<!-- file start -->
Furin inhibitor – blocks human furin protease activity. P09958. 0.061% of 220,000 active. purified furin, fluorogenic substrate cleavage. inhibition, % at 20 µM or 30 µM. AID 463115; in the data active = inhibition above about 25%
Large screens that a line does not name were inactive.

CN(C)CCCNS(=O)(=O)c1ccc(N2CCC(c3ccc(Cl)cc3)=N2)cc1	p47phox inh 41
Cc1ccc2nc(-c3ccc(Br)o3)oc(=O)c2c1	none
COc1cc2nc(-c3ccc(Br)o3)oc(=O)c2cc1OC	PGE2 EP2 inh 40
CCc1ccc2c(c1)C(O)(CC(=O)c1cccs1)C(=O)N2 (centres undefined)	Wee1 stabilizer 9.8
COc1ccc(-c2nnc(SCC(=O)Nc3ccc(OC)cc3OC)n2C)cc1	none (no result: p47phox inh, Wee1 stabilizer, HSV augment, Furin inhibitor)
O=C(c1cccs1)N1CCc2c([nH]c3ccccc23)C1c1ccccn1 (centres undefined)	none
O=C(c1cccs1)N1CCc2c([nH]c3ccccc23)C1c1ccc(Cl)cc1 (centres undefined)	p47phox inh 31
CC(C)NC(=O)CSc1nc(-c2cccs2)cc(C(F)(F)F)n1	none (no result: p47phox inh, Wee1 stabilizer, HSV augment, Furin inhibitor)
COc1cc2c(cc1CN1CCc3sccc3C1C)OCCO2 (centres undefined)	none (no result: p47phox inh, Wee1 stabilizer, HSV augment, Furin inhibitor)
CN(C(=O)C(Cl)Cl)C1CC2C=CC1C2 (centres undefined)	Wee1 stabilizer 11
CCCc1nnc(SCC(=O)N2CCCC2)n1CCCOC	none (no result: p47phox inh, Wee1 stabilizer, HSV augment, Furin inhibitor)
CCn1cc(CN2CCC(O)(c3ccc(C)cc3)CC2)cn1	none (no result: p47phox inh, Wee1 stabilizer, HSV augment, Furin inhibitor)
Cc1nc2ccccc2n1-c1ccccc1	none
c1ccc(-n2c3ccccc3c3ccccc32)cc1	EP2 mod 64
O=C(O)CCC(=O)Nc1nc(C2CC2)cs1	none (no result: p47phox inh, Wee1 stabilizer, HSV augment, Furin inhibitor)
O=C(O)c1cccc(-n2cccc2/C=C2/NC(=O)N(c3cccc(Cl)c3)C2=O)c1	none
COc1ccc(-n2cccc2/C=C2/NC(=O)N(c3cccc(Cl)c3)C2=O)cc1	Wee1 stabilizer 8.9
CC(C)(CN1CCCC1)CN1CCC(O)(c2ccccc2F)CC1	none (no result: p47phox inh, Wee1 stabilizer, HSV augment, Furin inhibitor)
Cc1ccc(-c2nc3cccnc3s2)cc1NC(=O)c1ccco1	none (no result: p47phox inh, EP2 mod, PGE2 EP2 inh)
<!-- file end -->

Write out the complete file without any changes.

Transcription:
Furin inhibitor – blocks human furin protease activity. P09958. 0.061% of 220,000 active. purified furin, fluorogenic substrate cleavage. inhibition, % at 20 µM or 30 µM. AID 463115; in the data active = inhibition above about 25%
Large screens that a line does not name were inactive.

CN(C)CCCNS(=O)(=O)c1ccc(N2CCC(c3ccc(Cl)cc3)=N2)cc1	p47phox inh 41
Cc1ccc2nc(-c3ccc(Br)o3)oc(=O)c2c1	none
COc1cc2nc(-c3ccc(Br)o3)oc(=O)c2cc1OC	PGE2 EP2 inh 40
CCc1ccc2c(c1)C(O)(CC(=O)c1cccs1)C(=O)N2 (centres undefined)	Wee1 stabilizer 9.8
COc1ccc(-c2nnc(SCC(=O)Nc3ccc(OC)cc3OC)n2C)cc1	none (no result: p47phox inh, Wee1 stabilizer, HSV augment, Furin inhibitor)
O=C(c1cccs1)N1CCc2c([nH]c3ccccc23)C1c1ccccn1 (centres undefined)	none
O=C(c1cccs1)N1CCc2c([nH]c3ccccc23)C1c1ccc(Cl)cc1 (centres undefined)	p47phox inh 31
CC(C)NC(=O)CSc1nc(-c2cccs2)cc(C(F)(F)F)n1	none (no result: p47phox inh, Wee1 stabilizer, HSV augment, Furin inhibitor)
COc1cc2c(cc1CN1CCc3sccc3C1C)OCCO2 (centres undefined)	none (no result: p47phox inh, Wee1 stabilizer, HSV augment, Furin inhibitor)
CN(C(=O)C(Cl)Cl)C1CC2C=CC1C2 (centres undefined)	Wee1 stabilizer 11
CCCc1nnc(SCC(=O)N2CCCC2)n1CCCOC	none (no result: p47phox inh, Wee1 stabilizer, HSV augment, Furin inhibitor)
CCn1cc(CN2CCC(O)(c3ccc(C)cc3)CC2)cn1	none (no result: p47phox inh, Wee1 stabilizer, HSV augment, Furin inhibitor)
Cc1nc2ccccc2n1-c1ccccc1	none
c1ccc(-n2c3ccccc3c3ccccc32)cc1	EP2 mod 64
O=C(O)CCC(=O)Nc1nc(C2CC2)cs1	none (no result: p47phox inh, Wee1 stabilizer, HSV augment, Furin inhibitor)
O=C(O)c1cccc(-n2cccc2/C=C2/NC(=O)N(c3cccc(Cl)c3)C2=O)c1	none
COc1ccc(-n2cccc2/C=C2/NC(=O)N(c3cccc(Cl)c3)C2=O)cc1	Wee1 stabilizer 8.9
CC(C)(CN1CCCC1)CN1CCC(O)(c2ccccc2F)CC1	none (no result: p47phox inh, Wee1 stabilizer, HSV augment, Furin inhibitor)
Cc1ccc(-c2nc3cccnc3s2)cc1NC(=O)c1ccco1	none (no result: p47phox inh, EP2 mod, PGE2 EP2 inh)